Anna has taken a first step of his long journey
Colonel Anil Athale (retd)
A powerful campaign has been launched against social activist Anna Hazare and the movement he led. ‘Anti-democratic’, ‘fascist’ are some of the adjectives hurled at him. There is a less than subtle attempt to paint him a Hindu fundamentalist, writes Colonel Anil Athale (retd).
The first salvo has already been fired by a central minister saying that the Lokpal will not solve the problems of poor people, such as lack of food, health support or education!
Every poor person knows that he has to pay a bribe to get his Below Poverty Line card and authorised rations at a subsidised price. The poor are not idiots and can see through the charade of leaders who try to portray corruption as an issue only for the middle classes.
Some commentators have criticised this movement as anti-democratic since it has ‘insulted’ the Constitution and violated the ‘sovereignty’ of Parliament. Suggesting changes is not an insult to the Constitution, as some misguided people have been led to believe (who went on to stone the house of one of the supporters of the movement).
The Constitution is open to change and has been amended at least 60 times! Creation of new institutions under the very Constitution is not an insult but strengthening of the Constitution.
It is amusing to see educated people talking of ‘sovereignty’ of Parliament! In Indian scheme of things Parliament is a creature of the Constitution and not sovereign like the British Parliament. In any case, the anti-corruption movement is asking that very Parliament to enact a law to deal with corruption. The feigned insult by politicians is entirely misplaced.
Some elected representatives have also questioned the ‘self-appointed’ leaders right to speak for the people since they claim monopoly of that. A simple calculation in our ‘first past the post’ and winner-takes-all system will show how hollow this claim is.
On an average around 60 people people vote and in multi-cornered contests (which is the norm) the winner seldom gets more than 40 to 45 per cent of the votes cast. This would mean that our elected representatives in reality are supported by just 25 per cent of the total electorate.
Or put the other way round, close to 75 per cent people are against the ‘elected’ leader. Yes, this is an issue of electoral reforms that needs to be addressed, but suffice it to say that elected representatives should be little more humble when they lay sole claim to speak for people.
Even more laughable is a comment made in a leading newspaper in its op-ed columns this week. The worthy author opposes a ‘Lokpal-like’ institution by claiming that this will lead to delays in project implementation!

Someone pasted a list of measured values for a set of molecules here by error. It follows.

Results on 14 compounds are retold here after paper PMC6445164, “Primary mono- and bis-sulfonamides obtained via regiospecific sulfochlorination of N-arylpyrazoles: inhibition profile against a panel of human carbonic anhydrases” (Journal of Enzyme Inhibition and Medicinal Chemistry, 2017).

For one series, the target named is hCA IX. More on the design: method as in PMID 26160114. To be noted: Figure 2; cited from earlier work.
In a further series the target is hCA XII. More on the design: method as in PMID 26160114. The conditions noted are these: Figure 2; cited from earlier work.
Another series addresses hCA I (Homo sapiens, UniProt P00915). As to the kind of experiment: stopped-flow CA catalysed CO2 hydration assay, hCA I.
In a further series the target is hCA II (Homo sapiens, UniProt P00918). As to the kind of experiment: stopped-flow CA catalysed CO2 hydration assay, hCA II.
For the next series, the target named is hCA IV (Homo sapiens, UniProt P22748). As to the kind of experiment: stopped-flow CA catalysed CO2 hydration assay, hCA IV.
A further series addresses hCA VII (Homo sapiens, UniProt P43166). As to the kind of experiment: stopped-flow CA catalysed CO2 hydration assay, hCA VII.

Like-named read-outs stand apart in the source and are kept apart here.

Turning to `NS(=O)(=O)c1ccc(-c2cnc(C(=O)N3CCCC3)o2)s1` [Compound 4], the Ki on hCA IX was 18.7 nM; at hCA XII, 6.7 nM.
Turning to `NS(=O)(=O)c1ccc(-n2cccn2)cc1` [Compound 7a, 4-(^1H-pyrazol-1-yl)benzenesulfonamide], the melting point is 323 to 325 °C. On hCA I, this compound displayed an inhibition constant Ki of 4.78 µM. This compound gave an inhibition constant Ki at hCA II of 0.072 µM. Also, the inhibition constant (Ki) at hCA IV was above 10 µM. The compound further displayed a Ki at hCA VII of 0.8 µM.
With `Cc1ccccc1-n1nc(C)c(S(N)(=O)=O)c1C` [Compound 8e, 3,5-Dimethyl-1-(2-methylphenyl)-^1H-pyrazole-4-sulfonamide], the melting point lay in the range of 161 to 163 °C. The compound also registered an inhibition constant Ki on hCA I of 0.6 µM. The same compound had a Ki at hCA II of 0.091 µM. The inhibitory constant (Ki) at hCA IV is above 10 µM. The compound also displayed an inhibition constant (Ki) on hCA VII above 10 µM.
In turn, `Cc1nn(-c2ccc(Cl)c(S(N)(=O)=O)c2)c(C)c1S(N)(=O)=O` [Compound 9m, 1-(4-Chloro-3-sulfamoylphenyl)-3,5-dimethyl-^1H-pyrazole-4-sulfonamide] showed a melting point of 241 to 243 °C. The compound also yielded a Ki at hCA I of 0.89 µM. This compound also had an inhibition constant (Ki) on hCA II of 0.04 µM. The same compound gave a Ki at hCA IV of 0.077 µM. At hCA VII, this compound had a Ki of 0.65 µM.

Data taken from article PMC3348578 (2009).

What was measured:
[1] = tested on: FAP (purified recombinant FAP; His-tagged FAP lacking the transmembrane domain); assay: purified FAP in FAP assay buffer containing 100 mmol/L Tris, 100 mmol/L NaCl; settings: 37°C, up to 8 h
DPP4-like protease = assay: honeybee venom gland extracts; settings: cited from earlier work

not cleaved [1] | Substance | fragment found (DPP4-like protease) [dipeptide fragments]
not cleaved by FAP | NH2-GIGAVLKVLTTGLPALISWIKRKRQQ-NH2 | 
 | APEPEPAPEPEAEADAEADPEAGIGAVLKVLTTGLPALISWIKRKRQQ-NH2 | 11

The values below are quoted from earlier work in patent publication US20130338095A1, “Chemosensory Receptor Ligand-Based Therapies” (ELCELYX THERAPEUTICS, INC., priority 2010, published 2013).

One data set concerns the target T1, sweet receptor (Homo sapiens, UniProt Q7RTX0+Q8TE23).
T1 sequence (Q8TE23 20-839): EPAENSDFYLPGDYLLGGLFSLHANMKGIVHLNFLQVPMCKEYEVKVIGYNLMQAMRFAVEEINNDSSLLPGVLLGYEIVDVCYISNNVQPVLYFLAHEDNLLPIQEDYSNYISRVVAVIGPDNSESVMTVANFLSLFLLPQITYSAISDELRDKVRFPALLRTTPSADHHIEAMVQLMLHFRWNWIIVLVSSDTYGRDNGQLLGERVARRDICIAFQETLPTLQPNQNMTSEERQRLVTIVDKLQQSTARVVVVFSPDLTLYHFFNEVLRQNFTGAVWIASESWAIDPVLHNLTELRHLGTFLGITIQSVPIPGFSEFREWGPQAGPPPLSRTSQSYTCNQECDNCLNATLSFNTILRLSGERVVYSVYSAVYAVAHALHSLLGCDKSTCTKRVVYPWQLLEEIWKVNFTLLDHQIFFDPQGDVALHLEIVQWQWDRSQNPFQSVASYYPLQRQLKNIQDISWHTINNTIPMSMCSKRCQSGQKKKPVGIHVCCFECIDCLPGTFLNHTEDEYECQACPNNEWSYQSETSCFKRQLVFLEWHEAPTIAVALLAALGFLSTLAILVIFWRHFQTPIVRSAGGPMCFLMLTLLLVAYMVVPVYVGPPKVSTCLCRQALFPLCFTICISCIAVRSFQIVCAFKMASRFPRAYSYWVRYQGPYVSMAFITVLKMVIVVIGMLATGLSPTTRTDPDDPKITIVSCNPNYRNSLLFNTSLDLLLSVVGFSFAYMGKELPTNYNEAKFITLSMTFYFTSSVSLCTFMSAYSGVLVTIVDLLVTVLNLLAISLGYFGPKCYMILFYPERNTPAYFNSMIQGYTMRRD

Does this worthy want bridges or roads by corrupt with more sand than cement? The whole world saw how the over-bridge built during the infamous Commonwealth Games collapsed within a day of construction!
The point at issue is not this rubbish dished out by a columnist, but that a national daily thought it fit to publish it! Just goes to show how strong the corrupt lobby is.
The bureaucracy and politician nexus that is running scared of Anna’s movement and the Lokpal Bill have been giving the argument that corruption and greed is part of human psyche. Many years ago, another prime minister of our country had dismissed the anti-corruption movement by saying that ‘Corruption is a global phenomenon’. We all know what happened a few years later.
Chanakya in his Arthashastra says that finding out whether an official of the king who is looking after the treasure is stealing from it or not is as difficult as finding out if at any given moment a fish is drinking water!
The obstacles are indeed formidable. Public memory is short. An appeal of a former chief minister convicted in a case is pending for the last 10 years? In a new trick, to delay the legal process the police have taken to submitting chargesheets that run into tens of thousands of pages!
Another trick that is being practiced is to give a list of thousands of witnesses. Begin this process at the lowest judicial level and rest assured the charged individual will die a natural death before his case is finally disposed off.
In the meanwhile, under the pretext of ‘case still pending’ he continues to enjoy normal life and his ill-gotten gains, becomes a minister and lives happily till death!
If people are today demanding that corruption cases be decided in two years is it fascist?
Finally, as an ex-armyman, the author is indeed proud of what a former soldier such as Hazare has achieved. The civil society ought to at least look at the armed forces for controlling corruption.
Sure there have been quite a few cases of corruption that have come to light as regards armed forces personnel. But the crucial difference between these and politico-bureaucratic corruption is swift trial and deterrent punishment!
Be it the Tehelka scam, Sukna scam or others, the guilty have been tried and punished! While on the civic street an actor convicted of keeping an illegal weapon and sentenced to six years roams around free — on an indefinite bail!
In 1947, we think we got independence but the world and the British called it ‘transfer of power’. To date we continue to use the provisions of the Telegraph Act of 1885 or Defence of India Rules of 1942 or even the Official Secrets Act of 1923!
It is time to begin the second independence movement, and Anna has taken the first step on this long journey.
Colonel Anil Athale (retd), is coordinator of Initiative for Peace and Disarmament, Pune.
Excerpts from article on rediff.com at http://www.rediff.com/news/slide-show/slide-show-1-anna-has-taken-the-first-step-in-his-journey/20110415.htm